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British Open Preview: 'Hi, My name is Royal Birkdale and I'm in the Rota'

By: Jay Flemma


In 1961 a storm out of the pages of the Apocalypse swept through Royal Birkdale Golf Club in Southport, England, reducing the tented village to wreckage and wreaking havoc on golf shots. Battling for the lead on the final day of the Open Championship, Arnold Palmer's drive on the 15th hole sliced wildly in the maelstrom, finally settling in the deep rough at the base of a vertical grassy bank about 150 yards from the green. With the gallery watching in stunned disbelief, he slashed a 6-iron from a lie that called for a sand wedge. Slicing through like a scythe felling wheat, his hosel wrapped in grass, Palmer muscled the ball onto the green, saved par, and went on to win the Open. Astounded, Open Championship officials embedded a plaque at the site of the historic shot.

Palmer repeated as Open champion the next year at Royal Troon. Returning to Troon many years later during a practice round for the 1989 Open, a newspaper photographer asked Palmer to pose beside the plaque. After flailing around in the rough on the side of the 15th hole for several minutes, Palmer asked his caddie, the venerable Alfie Fyles, "Hey Alfie, where's that plaque?" In dry humor typical of the British, Fyles responded, "About 600 miles away. You're on the wrong course."

Such is the lot of Royal Birkdale. So much grand history has been made here, but because the name doesn't roll off the tongue, invoke the name of a Saint, or have a massive resort to shill for it, it's the course Americans sometimes overlook, even "The King," who won there. Nicklaus also must share some blame. He once said British Open venues get worse the farther south you go.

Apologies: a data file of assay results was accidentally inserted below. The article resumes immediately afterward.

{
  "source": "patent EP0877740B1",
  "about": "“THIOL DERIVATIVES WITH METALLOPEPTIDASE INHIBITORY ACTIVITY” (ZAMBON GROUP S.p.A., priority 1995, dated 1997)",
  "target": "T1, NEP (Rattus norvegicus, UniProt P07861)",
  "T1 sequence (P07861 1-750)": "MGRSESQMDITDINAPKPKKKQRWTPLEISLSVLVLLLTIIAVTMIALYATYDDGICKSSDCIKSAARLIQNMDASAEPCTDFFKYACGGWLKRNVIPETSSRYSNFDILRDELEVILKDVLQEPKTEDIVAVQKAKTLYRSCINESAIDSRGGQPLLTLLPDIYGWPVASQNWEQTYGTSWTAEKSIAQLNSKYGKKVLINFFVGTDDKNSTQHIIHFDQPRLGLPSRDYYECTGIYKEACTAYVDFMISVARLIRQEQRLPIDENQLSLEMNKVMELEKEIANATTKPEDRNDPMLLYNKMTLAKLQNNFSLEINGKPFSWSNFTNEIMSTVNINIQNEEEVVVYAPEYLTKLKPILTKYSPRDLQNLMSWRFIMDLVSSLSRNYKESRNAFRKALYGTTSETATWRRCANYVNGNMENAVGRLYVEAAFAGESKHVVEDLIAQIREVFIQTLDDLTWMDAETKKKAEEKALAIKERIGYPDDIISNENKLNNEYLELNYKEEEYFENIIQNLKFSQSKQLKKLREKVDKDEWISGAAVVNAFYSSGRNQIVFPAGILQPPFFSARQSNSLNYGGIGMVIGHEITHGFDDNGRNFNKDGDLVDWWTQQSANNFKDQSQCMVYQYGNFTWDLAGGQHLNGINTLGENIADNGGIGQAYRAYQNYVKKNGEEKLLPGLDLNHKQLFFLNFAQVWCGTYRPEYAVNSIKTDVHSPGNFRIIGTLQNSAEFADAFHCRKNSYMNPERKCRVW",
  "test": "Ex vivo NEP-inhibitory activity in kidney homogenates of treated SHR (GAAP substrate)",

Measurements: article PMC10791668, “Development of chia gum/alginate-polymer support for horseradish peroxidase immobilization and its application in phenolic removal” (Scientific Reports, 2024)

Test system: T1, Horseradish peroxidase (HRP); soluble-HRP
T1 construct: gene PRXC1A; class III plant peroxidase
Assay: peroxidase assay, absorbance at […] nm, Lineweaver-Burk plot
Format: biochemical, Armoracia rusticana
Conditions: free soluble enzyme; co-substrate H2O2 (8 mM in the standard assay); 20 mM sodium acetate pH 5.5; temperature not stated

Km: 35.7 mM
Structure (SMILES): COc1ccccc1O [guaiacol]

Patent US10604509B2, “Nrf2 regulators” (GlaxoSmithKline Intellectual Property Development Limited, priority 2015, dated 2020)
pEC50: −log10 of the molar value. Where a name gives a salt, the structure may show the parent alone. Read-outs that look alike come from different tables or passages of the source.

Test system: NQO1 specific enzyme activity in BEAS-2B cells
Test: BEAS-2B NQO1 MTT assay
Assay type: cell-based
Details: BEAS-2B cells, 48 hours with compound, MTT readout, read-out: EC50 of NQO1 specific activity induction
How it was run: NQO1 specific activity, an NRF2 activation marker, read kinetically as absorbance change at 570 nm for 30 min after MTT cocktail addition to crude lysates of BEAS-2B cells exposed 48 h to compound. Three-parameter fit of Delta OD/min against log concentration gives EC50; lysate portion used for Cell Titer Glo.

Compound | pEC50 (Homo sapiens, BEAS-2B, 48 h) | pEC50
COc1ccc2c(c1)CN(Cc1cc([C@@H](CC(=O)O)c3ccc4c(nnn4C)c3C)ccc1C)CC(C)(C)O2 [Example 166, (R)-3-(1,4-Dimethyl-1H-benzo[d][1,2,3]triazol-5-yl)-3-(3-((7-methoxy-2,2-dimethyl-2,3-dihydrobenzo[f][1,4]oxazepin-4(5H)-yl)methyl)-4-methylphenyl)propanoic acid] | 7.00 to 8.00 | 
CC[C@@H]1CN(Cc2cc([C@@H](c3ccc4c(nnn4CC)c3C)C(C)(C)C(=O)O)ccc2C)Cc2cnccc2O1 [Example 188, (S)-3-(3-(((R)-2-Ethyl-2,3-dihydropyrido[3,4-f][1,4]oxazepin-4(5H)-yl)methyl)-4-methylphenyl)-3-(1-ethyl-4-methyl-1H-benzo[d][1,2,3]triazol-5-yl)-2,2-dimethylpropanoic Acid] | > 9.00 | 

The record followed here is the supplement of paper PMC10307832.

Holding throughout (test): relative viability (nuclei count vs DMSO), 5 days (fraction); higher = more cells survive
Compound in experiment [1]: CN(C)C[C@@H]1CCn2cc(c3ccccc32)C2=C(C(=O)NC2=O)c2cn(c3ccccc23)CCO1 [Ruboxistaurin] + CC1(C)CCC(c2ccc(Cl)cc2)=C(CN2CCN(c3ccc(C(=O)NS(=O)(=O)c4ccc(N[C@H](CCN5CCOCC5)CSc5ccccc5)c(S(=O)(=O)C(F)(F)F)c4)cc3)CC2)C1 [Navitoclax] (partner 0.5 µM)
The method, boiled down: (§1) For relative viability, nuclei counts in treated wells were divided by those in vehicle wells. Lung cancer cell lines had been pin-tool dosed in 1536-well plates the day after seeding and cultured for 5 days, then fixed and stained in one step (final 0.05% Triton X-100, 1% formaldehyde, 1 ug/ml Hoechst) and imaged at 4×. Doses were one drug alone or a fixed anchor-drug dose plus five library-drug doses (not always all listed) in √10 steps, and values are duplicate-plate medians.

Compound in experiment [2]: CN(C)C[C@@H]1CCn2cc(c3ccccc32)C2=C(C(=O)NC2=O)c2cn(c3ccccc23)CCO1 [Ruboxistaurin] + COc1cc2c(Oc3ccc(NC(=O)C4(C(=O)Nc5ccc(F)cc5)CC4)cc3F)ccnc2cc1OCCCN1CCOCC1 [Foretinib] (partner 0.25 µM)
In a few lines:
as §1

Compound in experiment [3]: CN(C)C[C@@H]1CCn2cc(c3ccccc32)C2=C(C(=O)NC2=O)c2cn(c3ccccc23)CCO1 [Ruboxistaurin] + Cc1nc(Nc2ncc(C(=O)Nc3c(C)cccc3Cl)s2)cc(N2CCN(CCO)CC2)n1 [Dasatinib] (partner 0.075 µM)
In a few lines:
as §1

That's unfair, because except for St. Andrews, no course has hosted more Open Championships, eight in all, beginning in 1954 when Peter Thomson won the first of his five titles. Thomson's Open career has "Birkdale Bookends" - the last of his five wins happened here in 1965.

Indeed, for many years, Birkdale was blessed with well-decorated champions. In 1971, Lee Trevino completed a trifecta that even Tiger Woods has never accomplished - he won the Canadian Open, British Open and U.S. Open all in the same year. His one-shot victory over Liang Huan Lu - who the tabloids dubbed simply "Mr. Lu" - was one of the epic battles ever fought at a British Open as the Taiwanese player, even obscure in his homeland, never wilted in the crucible of the grandest stage in competitive golf.

In 1976, Johnny Miller, in the midst of a torrid run where he won seemingly at will, held off a valiant charge by a young and exuberant teenager from Spain, Severiano Ballesteros. Then in 1983, Tom Watson won his fifth and final Open, at Birkdale, tying Thomson's mark of five wins and leaving him one behind the legendary Harry Vardon, still the only man to claim six Opens. You may remember that Open for Hale Irwin's costly whiff of a tap-in putt during the third round. He lost by one shot.

Lately, Birkdale has seen some off-brand winners as well. After numerous high finishes in the Open, Australia's Ian Baker-Finch finally broke through with his only major victory in 1991. He carded a blistering 29 on the front nine on Sunday. 1998 saw Masters champion Mark O'Meara hold off Bryan Watts and also claim the Open in a campaign where he ultimately won Player of the Year honors.

Yet 1998 may better known across the pond for the emergence of an affable British teenager who captured the hearts and minds of the entire United Kingdom with a mixture of pluck, grace, youthful vitality and scintillating golf shots. Justin Rose, then still an unknown amateur, came of age in Southport that week, hanging in contention until the bitter end and giving the crowd a thrill that still echoes.